Seamstresses deliver finished duvets for distribution to those in need. Photo source: Voices for Creative Nonviolence website
As the emperor congratulates himself on wading ever deeper into the graveyard of empires.

Saturday, November 1, 2014

Dr. Mads Gilbert In Maine: #BDS Supports Palestinian Struggle To End Israeli Occupation

Maybe you remember the Norwegian doctor whose shocking reports from a hospital in Gaza City this past summer detailed the hundreds of children being wounded and killed in Israel's so-called "Operation Protective Edge" bombings. Dr. Mads Gilbert has been on a tour in the U.S. speaking to those he addressed as "you good people" concerned about human rights abuses in occupied Palestine, and I was lucky enough to be in the audience in Portland, Maine last night to hear him.

Lucky to hear one of the most difficult presentations I have ever sobbed through. Gilbert is a skillful presenter who speaks excellent English, and he eased us into his difficult material by presenting data and historical context. He has been a firsthand witness of the series of air wars on Gaza's trapped civilians because Tromsø, his hometown in Norway, is sister city to Gaza City, and his government subsidizes the work of medical caregivers who travel to Gaza.
Gaza, August, 2014  photo by Dr. Mads Gilbert
Gilbert described the samoud or steadfastness/resilience of his Palestinian colleagues at the hospital with great respect. Similarly, he shared his own photos of Gazans picking through the rubble of their homes, medical clinics and factories as evidence of the samoud that he observes characterizing Palestinian culture.

Only then did he show us the worst of the images he recorded during July and August, 2014. Photos of little children with ghastly shrapnel wounds, burned and panicked; Gilbert included the audio track of a child screaming in fright while doctors and nurses work on intubating him over a background of constant drone noise and massive explosions.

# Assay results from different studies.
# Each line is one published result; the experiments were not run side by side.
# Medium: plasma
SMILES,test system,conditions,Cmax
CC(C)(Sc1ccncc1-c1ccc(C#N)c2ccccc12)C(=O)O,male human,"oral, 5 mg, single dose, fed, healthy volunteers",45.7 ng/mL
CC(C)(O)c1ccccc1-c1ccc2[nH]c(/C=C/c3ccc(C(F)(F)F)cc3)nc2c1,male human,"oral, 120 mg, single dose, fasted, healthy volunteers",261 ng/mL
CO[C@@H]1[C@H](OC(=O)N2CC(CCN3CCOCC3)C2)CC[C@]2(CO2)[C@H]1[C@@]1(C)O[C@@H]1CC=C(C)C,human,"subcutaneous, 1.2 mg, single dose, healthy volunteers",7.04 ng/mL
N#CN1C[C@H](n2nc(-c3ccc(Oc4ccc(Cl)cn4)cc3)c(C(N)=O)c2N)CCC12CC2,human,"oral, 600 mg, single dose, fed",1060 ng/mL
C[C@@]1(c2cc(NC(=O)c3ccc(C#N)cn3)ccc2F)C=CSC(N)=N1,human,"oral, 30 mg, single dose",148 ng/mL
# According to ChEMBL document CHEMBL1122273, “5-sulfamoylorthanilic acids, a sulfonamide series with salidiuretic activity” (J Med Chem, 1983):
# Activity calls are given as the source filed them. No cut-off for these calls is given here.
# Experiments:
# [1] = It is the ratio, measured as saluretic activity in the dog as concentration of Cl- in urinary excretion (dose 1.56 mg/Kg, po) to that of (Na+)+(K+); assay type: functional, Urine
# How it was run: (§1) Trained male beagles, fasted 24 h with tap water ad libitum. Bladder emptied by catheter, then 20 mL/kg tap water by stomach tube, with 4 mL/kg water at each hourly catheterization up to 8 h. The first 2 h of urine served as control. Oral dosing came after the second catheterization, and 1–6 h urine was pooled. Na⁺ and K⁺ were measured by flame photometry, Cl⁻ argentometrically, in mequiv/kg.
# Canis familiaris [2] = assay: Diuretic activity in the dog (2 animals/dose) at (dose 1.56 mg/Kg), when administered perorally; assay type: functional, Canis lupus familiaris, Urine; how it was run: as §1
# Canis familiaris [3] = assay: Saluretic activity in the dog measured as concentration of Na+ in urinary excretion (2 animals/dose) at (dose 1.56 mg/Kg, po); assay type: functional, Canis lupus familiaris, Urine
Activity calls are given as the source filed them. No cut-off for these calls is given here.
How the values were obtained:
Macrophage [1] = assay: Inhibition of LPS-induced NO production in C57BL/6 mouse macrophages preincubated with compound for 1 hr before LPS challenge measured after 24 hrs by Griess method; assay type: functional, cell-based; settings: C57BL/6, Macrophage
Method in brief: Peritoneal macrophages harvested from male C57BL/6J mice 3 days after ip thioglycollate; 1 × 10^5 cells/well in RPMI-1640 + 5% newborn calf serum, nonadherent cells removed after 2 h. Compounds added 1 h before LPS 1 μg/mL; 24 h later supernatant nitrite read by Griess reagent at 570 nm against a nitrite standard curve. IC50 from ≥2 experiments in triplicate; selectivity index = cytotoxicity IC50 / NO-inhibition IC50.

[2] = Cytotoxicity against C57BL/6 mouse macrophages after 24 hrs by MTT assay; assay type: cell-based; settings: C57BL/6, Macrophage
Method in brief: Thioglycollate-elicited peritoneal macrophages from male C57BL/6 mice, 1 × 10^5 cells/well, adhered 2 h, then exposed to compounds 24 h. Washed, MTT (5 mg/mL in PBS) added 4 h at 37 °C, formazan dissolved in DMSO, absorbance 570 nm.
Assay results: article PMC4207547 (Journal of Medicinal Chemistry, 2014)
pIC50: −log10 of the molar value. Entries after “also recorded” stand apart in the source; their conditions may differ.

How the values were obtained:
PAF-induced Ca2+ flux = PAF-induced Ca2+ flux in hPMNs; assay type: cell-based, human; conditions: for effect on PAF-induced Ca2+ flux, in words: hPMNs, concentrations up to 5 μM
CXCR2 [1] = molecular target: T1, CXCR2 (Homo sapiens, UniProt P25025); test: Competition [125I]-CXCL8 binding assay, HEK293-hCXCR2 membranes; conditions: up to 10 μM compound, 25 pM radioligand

It was his third appearance of the day, having already come from Cambridge where he spoke at Harvard. He noted the sea change in public opinion turning against Israeli aggression: not a single Zionist screamed at him from the audience, and he was able to move around on the Harvard campus without police security protecting him. Unthinkable two years ago, he said. Things are changing. Keep contacting your government officials.

Meanwhile, not uncoincidentally, Gilbert has been banned from entering Gaza -- despite a valid visa and years of humanitarian work as an anesthesiologist and emergency room doctor at Al-Shifa Hospital. At his last attempt to cross into besieged Gaza from the Erez crossing in Israel, he was turned back; yet another blow to the health and well being of Gazan children and their families. He has also been turned back from Rafah, the only other entry point to Gaza, now controlled by the Sisi regime in Egypt.

Gilbert seriously objected to the narrative of Israel's "self-defense" in its repeated attacks on Gaza. If you missed him on his speaking tour, you can watch his testimony from Norway. 

A quote from the above video recorded back in Norway at the end of July, 2014 sums up what I heard Gilbert say in Portland last night:

"This is not a battle between terrorism and democracy. Hamas is not the enemy Israel is fighting. Israel is waging a war against the Palestinian people’s will to resist. The unbending determination not to submit to the occupation."
He also recommended we read the Gaza Initial Rapid Assessment  published August 27, 2014 by the United Nations Office for the Coordination of Humanitarian Affairs, Occupied Palestinian Territory.
Israel's fatalities during "Operation Protective Edge"

Gaza's fatalities during "Operation Protective Edge"
Gilbert ended by urging those of us living in the wealth and relative security of the U.S. to support the Palestinian struggle by contacting our government officials to stop enabling Israel's violence, and by engaging in boycott, divestment and sanctions work (BDS) to bring economic pressure on Israel. 

I note several BDS wins in recent weeks: blocking Zim ships from coming into port to unload in California; getting SodaStream to announce the closure of their factory located in a West Bank settlement; and getting online retailer GILT to drop Ahava cosmetics, which are made of pillaged materials taken from the occupied territory around the Dead Sea.

To find out more about BDS and how to get involved, go here. If you're in Maine, join us in the Maine BDS Coalition here. You can also like the Maine BDS Coalition on Facebook.

And starting this week, check out Codepink's latest campaign targeting RE/MAX realtors a company which brokers the sale of property confiscated from Palestinians. Send a message to Dave Liniger, Chairman of the Board of Directors of RE/MAX International, and tell him to stop RE/MAX Israel's illegal sales of Jewish-only settlement homes on Palestinian land.